Sunday, May 29, 2016

Sunday Walkabout 5-29

working outdoors on a beautiful day
(see the Boss tilling there in the middle?)

  What a week!

For the first time during the month of May, we actually had a stretch of several days WITHOUT rain.
That meant we could work outside. That also meant that the work outside had multiplied exponentially. The weed pressure is intense. The bug pressure is extraordinary.  

…and there is grass to mow EVERYWHERE.

The Boss decided that we HAD to tackle the weeds in the onions first thing. Onions don’t handle weed pressure well. They need good air circulation and plenty of water. The weeds harbor pests and disease and inhibit airflow while absorbing the moisture and the nutrients needed by the crop.

weedy onions

"weed-free" onions
...just eight more beds to go

Some people use black plastic to hold down the weeds. We have never had much success with black plastic. Weeds come up under it, poke through and render it useless. With all the rain we have had lately, my concern would be holding too much moisture underneath and exposing the onions to rot and disease as the heat of summer builds and is retained under the plastic. Then, there is the wind here on the hill. I can just imagine the mess we would have if even one corner of a long piece of plastic got to flapping around in the constant wind.  

Some people use herbicides to hold down or eradicate weed pressure. While this sounds like a simple solution, vegetable plants and herbicides do not mix. Meaning, any fear of Roundup on your vegetables is totally and completely unwarranted, because the herbicide does not know the difference between a weed and a vegetable and will kill everything. There are some natural weed suppressants, like corn gluten, that can be used. However, this needs to be applied at planting time, and loses its efficacy over time.

So, we till to keep the weed pressure down. (which some would argue add to the possibility of erosion and is not environmentally-friendly…a post for another time.) Or we pull weeds.

weeding onions
Weeding by hand is the only option for the onions.
 The onions are somewhat delicate and the weeds have invaded the entire bed. And, at first glance it seems more than a little overwhelming.   Like, cue the music to Mission Impossible… But, slow and steady effort makes a big difference. While I rather like the monotonous, somewhat meditative work of weeding, it does take time. Lots of time. Time that could be better spent elsewhere on the farm…and it never (ever) ends.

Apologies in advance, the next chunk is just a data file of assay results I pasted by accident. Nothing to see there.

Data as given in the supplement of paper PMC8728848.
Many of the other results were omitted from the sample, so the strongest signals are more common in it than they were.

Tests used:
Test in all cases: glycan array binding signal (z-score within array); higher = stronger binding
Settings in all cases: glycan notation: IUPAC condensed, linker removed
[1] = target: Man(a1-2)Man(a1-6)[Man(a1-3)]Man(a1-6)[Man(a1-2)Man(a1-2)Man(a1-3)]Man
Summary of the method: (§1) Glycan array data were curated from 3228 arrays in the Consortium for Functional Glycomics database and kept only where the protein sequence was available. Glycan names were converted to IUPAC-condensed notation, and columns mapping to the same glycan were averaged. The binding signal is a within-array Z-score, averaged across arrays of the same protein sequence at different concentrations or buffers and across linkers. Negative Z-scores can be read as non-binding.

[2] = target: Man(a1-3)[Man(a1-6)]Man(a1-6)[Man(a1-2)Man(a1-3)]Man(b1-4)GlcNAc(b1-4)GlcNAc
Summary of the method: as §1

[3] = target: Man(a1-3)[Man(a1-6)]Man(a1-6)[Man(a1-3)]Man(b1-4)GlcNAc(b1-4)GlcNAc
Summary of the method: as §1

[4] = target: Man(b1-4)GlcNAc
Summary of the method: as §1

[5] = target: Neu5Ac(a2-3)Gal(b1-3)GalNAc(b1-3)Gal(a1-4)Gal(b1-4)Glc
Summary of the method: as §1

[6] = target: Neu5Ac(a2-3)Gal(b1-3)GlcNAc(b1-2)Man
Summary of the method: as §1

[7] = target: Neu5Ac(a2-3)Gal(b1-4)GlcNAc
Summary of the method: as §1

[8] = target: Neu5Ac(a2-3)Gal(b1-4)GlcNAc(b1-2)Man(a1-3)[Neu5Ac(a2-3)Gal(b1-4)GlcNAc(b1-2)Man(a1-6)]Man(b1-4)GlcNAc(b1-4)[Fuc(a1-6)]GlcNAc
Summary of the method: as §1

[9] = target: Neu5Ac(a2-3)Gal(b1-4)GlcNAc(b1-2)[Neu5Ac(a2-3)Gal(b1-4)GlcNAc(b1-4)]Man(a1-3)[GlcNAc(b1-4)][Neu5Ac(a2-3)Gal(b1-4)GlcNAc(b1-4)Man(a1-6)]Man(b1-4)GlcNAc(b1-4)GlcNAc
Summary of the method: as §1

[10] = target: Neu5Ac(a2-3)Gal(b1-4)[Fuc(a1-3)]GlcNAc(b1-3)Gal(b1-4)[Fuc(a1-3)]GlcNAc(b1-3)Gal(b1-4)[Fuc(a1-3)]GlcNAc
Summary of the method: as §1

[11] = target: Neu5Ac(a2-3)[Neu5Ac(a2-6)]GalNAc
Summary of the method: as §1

And, speaking of weeds…thistles are threatening to take over the alley to the barn. Not only are the thistles invasive, they are next to impossible to eradicate. The roots can spread 17 feet horizontally and go 20 feet deep.  and, while the flowers are rather a pretty shade of purple…they quickly go to seed and the downy little seeds fly off on the wind and take root easily. We really needed to do something and do it quickly. Now, I’ve done my fair share of “slaying the Philistines” (read  THIS) but, this could easily become a full-time job.

these are the little thistles

 So, maybe we should just go ahead and buy some type of herbicide and spray the heck out of them. 

Hmmm? We discussed our options.

I was fully prepared to buy something, anything, just to get the thistles under control.

Personally, I don’t have the concern with pesticides (in this case an herbicide) that many people do. I have read the studies and done a great deal of research. The only reason most people are concerned at all is because they have been thoroughly mis-informed and they are fearful of what they do not understand.  That being sad, we weren’t about to just spray willy-nilly in hopes of getting rid of the thistles. (nor, might I add would any responsible farmer…and all the farmers I know are indeed thoughtful and responsible).  The biggest concern with any of the readily available sprays was the necessity of keeping the animals out of the freshly sprayed area. In some cases, it was weeks.

The alley is the one path back to the barn. And, it is back to the barn that the lambs must go for a drink of water. This trip is made countless times throughout the course of the day, so closing off the alley was not an option.
new stocktank
(see the salt on the thistles?)

We have tried our fair share of those homemade remedies in the past with little to no success. And, for the record…that combo of vinegar, salt and dishsoap is NOT chemical-free! Nor is it Organic. (but, again, a post for another time).   However, I had a gallon of cleaning vinegar and a box of canning salt, so I figured I would give it one more shot.

Turns out the lambs LOVED the slightly pickled thistles.

pickled thistles!

In two days, between the salt/vinegar and the lambs the thistles were completely gone.
thistle-free stocktank

…maybe we’re on to something! We'll have to see how long this lasts.

The rest of the week whizzed by in a blur of planting and mulching and seeding…and mowing. I think the Boss mowed grass Every. Single. Day.

the ewes are "mowing" this area

The first planting of summer broccoli is in the ground.
planting summer broccoli

The tomatoes and first cucumbers are planted, mulched and trellised.
setting posts for tomato trellis

teeny, tiny cucumber

planted, mulched and trellised cucumber plants

tomato blossom

I got all the beds in the hoophouses re-planted and kale, spinach and arugula started for successive crops.
I had some company
this tufted titmouse was gathering food for its chicks

There was actually enough asparagus to harvest for sale this week. Ordinarily, we have been picking for weeks by this point. I guess that just proves how different this growing season is going to be…
sorting and bunching asparagus
(we keep and eat the unseemly ones)

We still don’t have the volume for Market that we have in past years. It has been next to impossible to get into the garden (due to the rain) to plant and the hoophouse crops aren’t producing at the expected level because they need more light and warmth. Even germination has been an issue. New year…new challenges…

Saturday’s Market brought another of those new challenges. 

there was a "lamb jam" at 5am
when 11 lambs crowded into the empty feeder